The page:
In the interest of furthering knowledge about books and book collecting, I feel obligated to comment on this story, and on some of the discussion it has created. For those who have not read the story, there is a link to the article below.

First of all, yes, The Iliad is several thousand years old, meaning that a modern volume such as the one pictured cannot possibly be the first edition. And many have, quite rightly, blasted the scene as ridiculous and ill-researched. So, why do we see some people stepping up in defense of the film, saying ‘Maybe it was a first printing of that edition?’

It seems we need to define our terms here, because what we have is a classic example of equivocation:

The first group takes ‘first edition’ to mean the first appearance of the book in print (and, more specifically, the first print run of that appearance, not a subsequent reprint of the identical text).

The second group is apparently interpreting ‘first edition’ to mean the first printing of any unique version of a text. So, if Little, Brown takes a book published by, Harper, uses the exact same text, but puts it in a new binding with new jacket art, boom – there’s another first edition.

It’s easy to see how anyone but an expert would get confused at this point. But it gets worse.

The bibliographic definition of a first edition, which is accepted by many scholars, states that as long as the original text is not altered, technically any subsequent reprinting of that text is still the first edition.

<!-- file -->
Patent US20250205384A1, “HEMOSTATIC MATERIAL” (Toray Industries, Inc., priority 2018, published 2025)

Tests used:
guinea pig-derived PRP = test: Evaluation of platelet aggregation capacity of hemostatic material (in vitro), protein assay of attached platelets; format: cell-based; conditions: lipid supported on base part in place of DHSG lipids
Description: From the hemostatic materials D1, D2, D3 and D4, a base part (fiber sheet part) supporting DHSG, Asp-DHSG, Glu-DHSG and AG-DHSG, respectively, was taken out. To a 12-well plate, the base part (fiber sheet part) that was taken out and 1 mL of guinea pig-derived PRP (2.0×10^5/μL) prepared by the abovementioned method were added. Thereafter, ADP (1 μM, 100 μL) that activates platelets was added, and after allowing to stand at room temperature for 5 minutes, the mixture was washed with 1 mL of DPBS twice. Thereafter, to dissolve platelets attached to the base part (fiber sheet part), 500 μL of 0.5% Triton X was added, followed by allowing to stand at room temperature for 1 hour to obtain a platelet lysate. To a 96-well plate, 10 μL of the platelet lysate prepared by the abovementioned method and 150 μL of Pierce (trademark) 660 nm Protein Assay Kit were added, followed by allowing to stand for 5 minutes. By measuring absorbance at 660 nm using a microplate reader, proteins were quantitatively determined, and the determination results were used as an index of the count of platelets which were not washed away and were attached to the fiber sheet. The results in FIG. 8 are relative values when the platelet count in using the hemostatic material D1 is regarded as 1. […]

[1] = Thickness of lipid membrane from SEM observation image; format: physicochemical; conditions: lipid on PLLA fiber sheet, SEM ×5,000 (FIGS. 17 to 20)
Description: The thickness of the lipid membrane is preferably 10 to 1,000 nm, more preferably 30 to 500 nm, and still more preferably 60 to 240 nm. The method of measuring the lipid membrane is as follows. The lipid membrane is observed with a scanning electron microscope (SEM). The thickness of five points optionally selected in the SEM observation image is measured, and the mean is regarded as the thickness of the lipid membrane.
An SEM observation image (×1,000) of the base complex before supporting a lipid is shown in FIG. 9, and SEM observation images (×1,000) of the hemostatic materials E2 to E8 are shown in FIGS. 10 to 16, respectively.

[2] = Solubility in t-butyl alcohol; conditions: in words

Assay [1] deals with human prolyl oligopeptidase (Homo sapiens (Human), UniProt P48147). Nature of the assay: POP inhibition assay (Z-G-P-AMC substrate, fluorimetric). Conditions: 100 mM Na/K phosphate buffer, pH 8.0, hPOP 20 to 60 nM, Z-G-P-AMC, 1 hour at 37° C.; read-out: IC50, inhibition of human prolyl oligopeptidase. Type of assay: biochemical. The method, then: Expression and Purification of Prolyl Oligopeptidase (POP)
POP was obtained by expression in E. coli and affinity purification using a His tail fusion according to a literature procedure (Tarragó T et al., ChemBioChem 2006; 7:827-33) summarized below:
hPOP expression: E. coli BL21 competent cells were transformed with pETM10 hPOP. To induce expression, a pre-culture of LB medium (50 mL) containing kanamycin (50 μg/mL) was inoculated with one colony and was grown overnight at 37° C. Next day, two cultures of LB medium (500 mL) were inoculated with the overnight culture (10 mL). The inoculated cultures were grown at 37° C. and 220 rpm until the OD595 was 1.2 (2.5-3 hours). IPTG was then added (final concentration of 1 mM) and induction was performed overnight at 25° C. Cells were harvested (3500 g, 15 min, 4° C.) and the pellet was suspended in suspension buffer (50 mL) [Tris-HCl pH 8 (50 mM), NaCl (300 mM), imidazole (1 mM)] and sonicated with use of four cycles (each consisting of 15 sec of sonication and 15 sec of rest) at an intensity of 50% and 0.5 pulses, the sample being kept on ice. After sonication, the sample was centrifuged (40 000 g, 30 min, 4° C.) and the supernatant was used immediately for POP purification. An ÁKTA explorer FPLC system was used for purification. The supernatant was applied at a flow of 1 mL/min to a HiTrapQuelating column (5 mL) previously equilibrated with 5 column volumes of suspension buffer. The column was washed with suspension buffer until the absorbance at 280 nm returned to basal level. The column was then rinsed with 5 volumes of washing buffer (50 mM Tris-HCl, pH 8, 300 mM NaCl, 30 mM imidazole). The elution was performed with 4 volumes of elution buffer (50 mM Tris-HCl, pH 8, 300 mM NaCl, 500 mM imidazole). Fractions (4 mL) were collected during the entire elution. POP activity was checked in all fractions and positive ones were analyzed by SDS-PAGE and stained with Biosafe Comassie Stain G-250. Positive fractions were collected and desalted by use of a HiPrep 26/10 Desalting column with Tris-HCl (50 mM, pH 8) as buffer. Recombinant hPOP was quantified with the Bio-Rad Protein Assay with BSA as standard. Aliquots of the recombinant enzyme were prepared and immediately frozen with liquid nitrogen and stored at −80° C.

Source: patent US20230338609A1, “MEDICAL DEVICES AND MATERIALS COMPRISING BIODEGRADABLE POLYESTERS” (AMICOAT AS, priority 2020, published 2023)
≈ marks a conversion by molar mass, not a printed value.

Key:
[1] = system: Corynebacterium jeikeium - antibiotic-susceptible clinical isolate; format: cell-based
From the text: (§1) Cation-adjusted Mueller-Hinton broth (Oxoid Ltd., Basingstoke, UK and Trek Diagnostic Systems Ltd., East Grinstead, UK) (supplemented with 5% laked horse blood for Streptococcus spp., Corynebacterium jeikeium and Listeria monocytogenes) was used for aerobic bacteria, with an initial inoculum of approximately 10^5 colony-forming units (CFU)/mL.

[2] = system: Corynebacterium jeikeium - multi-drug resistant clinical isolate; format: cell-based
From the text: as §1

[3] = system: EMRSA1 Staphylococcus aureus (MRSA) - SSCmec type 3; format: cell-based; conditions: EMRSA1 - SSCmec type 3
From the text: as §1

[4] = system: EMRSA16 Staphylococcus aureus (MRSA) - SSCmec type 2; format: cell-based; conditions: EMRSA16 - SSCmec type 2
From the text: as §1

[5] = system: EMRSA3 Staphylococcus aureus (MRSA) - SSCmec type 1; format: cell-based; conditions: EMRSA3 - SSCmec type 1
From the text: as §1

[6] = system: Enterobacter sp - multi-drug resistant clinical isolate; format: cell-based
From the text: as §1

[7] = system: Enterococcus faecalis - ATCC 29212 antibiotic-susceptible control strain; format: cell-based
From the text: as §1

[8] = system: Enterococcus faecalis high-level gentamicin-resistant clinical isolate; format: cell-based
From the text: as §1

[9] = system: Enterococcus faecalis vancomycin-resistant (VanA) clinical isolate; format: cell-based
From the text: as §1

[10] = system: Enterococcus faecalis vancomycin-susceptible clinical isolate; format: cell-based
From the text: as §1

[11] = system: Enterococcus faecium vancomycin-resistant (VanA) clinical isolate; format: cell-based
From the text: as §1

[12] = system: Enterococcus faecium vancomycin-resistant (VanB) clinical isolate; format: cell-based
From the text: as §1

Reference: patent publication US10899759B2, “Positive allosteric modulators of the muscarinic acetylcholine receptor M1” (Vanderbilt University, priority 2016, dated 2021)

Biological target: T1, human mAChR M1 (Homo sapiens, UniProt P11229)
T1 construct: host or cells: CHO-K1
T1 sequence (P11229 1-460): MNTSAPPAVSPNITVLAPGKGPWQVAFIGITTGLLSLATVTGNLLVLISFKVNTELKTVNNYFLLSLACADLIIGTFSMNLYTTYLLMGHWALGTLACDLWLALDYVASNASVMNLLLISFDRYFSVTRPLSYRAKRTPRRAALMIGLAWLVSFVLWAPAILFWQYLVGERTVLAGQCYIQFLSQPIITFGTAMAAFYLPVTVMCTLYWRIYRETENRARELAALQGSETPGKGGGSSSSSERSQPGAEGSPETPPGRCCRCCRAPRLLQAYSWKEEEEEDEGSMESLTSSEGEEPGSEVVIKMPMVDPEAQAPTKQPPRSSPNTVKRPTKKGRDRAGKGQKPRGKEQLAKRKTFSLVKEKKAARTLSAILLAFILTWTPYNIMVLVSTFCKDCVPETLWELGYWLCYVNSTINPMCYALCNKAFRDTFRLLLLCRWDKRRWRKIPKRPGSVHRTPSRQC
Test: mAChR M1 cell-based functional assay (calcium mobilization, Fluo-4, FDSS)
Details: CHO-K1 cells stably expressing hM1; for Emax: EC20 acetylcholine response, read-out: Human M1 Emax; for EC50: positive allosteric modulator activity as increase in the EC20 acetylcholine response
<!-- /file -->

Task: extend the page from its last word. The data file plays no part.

This stands in contrast to the antiquarian booksellers’ definition, which is the one referenced above by the first group; i.e., when a rare book dealer states that something is a first edition, they mean it is part the first printing of the first appearance of that work in print. For anything subsequent to that, a conscientious seller must use some sort of modifier; e.g., ‘First illustrated edition’; ‘First American edition’. These latter examples all fall under the blanket term ‘first thus’, which is an abbreviated form of ‘first example of the book in this form’, often used in print catalogs, and should not be confused with ‘first edition’. Many traditional booksellers dislike this term, though, because it causes the very sort of confusion we are discussing here. After all, a reprint is a reprint.

So, long story short, yes, the movie did make an error. But it is one that is being made frequently in the world of books, and is more difficult to recognize when there isn’t a glaring discrepancy in publication date, as with this example. This error is one of the many reasons it is important for book collectors (or buyers of the occasional gift for the family bibliophile) to deal with knowledgeable merchants who understand these distinctions, possess the proper references to discern and describe these characteristics for a wide range of books, and have the experience to determine how the edition of a book affects its value.

http://www.huffingtonpost.com/2015/02/02/boy-next-door-iliad-video_n_6599158.html

Published in: on February 5, 2015 at 12:45 PM  Leave a Comment